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New survey finds 50 percent of teens admit addiction to mobile devices

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A new survey by Common Sense Media reports that 50 percent of teens admit they are addicted to their mobile devices. (KGO-TV )

If you think your kids spend too much time on mobile devices, you're not alone. In a new survey by Common Sense Media, 50 percent of teens admit they are addicted.

Parents are very candid about the amount of time their kids spend on mobile devices.

"It's like their life-line. They don't know what to do without it, they're always on it," said parent Erika Demma.

The Common Sense Media poll confirms that. Fifty percent of kids aged 12 to 18 felt they were addicted to their mobile devices. A larger number of parents, 59 percent, agreed.

"Anything new, I'll check my emails, or I'll check my texts or Facebook, there's so many things to check, said Hannah Hansen, an extreme mobile user.

"It's not a technical clinical diagnosis of addiction. Obviously, addiction is a word we throw around. They feel obligated to check their phones all the time. It's the frequency, they know it's interfering with other stuff they want to do with their lives," said Caroline Knorr of Common Sense Media.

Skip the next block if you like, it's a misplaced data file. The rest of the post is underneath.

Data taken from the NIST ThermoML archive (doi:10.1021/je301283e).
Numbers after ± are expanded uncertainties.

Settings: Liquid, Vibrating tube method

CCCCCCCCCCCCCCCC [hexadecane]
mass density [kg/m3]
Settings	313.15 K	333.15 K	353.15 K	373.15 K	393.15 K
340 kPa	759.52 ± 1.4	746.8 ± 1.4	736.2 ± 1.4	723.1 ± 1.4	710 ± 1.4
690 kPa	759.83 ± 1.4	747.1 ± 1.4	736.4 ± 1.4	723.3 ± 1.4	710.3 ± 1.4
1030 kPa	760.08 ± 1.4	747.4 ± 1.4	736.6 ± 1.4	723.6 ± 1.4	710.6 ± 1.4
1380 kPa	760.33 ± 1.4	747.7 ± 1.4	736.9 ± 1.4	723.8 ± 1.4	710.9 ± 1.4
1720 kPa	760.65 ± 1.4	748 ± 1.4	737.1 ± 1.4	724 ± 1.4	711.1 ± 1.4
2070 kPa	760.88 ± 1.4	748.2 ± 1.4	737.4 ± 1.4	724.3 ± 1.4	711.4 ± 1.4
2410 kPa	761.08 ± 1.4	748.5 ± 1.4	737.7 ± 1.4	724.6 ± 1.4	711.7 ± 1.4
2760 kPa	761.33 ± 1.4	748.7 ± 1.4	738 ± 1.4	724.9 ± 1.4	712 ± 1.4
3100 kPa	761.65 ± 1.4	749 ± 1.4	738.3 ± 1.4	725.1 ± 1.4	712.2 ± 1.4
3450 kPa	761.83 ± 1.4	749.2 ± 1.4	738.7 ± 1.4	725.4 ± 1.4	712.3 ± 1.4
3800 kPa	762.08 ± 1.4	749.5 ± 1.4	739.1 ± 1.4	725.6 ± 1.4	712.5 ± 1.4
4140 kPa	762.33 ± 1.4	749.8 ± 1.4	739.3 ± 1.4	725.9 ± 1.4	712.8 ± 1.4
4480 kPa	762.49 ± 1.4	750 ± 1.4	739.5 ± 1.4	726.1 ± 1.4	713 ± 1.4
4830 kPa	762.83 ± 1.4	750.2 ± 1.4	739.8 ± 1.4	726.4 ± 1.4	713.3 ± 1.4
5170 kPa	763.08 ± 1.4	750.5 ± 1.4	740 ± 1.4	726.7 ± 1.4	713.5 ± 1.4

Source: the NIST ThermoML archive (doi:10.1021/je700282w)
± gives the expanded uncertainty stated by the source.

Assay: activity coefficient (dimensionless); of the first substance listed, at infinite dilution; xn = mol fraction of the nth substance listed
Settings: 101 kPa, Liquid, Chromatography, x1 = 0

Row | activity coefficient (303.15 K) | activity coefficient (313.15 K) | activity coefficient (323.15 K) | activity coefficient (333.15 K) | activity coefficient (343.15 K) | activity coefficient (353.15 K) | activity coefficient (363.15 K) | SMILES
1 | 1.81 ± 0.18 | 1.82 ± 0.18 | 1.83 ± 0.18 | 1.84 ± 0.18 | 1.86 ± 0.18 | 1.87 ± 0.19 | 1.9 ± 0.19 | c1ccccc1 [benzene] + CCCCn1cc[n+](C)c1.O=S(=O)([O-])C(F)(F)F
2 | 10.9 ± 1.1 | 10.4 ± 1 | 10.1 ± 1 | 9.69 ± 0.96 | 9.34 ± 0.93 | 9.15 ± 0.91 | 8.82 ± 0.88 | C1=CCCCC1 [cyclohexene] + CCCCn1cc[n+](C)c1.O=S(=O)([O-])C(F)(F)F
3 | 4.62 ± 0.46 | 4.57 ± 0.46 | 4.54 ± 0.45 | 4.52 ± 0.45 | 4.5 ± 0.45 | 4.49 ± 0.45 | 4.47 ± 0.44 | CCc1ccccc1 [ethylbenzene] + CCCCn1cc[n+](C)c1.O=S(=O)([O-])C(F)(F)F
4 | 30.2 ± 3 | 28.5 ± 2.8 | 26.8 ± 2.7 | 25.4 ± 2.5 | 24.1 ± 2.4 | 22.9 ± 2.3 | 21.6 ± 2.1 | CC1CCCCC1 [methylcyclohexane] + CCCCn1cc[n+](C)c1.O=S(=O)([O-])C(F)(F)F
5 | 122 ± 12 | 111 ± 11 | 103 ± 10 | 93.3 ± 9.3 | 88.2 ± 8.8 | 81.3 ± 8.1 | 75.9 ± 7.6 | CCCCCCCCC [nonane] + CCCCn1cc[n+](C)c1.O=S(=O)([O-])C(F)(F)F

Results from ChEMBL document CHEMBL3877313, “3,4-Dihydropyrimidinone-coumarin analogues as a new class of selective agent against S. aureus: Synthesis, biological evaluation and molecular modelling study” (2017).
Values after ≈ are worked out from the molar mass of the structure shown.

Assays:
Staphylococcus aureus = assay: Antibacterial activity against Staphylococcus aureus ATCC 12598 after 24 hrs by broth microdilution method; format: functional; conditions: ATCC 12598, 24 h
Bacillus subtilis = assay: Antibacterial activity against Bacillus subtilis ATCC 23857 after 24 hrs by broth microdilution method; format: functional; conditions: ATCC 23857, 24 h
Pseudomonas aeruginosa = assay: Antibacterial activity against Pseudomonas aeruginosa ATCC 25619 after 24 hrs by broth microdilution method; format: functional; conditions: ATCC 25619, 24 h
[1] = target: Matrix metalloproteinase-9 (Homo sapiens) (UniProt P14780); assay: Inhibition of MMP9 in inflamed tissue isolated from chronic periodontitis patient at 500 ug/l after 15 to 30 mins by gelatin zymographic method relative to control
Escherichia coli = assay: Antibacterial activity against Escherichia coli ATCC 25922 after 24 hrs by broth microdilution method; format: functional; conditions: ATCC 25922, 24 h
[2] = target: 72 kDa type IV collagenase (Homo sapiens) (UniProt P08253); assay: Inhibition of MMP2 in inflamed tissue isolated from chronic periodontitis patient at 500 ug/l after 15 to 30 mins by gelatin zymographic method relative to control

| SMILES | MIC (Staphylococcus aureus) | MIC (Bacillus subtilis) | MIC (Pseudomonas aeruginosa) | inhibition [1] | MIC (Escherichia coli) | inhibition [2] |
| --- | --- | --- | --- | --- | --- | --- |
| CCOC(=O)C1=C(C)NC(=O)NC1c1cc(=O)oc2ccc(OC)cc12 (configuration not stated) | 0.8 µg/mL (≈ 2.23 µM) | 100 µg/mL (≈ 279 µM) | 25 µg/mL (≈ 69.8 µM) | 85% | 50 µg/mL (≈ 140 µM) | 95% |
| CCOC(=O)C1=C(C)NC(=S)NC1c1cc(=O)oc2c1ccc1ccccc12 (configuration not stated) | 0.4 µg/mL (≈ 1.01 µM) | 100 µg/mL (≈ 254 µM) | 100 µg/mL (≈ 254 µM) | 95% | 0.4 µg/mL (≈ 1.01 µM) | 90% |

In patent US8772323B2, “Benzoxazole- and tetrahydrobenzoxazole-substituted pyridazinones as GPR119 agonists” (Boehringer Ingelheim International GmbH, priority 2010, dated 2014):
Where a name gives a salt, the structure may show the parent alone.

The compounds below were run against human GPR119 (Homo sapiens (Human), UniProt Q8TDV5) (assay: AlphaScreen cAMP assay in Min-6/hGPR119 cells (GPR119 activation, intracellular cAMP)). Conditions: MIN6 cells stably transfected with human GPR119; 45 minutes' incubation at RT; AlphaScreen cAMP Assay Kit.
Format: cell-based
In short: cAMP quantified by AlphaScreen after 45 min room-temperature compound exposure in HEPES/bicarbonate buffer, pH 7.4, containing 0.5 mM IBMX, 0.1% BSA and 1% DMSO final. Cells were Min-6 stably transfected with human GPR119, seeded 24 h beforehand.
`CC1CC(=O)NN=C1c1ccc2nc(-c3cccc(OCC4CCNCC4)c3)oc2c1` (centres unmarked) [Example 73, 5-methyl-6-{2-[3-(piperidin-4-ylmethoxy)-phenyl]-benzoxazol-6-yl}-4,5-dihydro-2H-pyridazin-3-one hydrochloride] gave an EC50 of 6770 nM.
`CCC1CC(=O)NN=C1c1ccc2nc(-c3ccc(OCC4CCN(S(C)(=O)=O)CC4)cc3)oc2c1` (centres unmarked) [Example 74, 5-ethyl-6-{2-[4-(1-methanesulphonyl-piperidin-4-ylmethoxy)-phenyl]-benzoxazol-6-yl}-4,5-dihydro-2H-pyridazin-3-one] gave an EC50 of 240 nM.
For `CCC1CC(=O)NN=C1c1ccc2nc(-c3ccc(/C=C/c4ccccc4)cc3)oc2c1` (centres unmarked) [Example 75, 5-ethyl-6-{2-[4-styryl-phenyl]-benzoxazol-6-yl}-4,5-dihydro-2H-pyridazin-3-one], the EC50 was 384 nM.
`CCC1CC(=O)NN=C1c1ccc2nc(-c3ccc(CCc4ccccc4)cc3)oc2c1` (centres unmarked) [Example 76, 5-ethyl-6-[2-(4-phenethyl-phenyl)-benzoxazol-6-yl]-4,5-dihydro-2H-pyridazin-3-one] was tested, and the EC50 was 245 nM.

Outside studies point out that those constantly on mobile devices show the same kind of behavior that a drug addict might display and may need more to get the same level of enjoyment.

"They don't have the willpower, the mindset to not be trapped and not just be, I don't know what the word is, it's like they're in a coma," said parent John Perricone.

Apparently teens can't keep away from their devices for very long. Sixty-nine percent of parents said they checked their devices at least hourly, teens, 78 percent.

"I do, I'm a realtor, so I'm on it all of the time, so yes I am very guilty. My kids grew up with me with my cellphone so I'm part of the blame," Demma said.

As a parent you are not alone and there are solutions.

"We can use contracts. At Common Sense Media, we have a contract where everyone in the family has to say when they are going to use it and when they are not going to use their devices," Knorr said.

The poll involved more than 1,200 interviews with parents and their children.

Related Topics:
educationchildrenteenagerstechnologymobile appsmartphonescellphonetextingsocial mediafacebookSan Francisco
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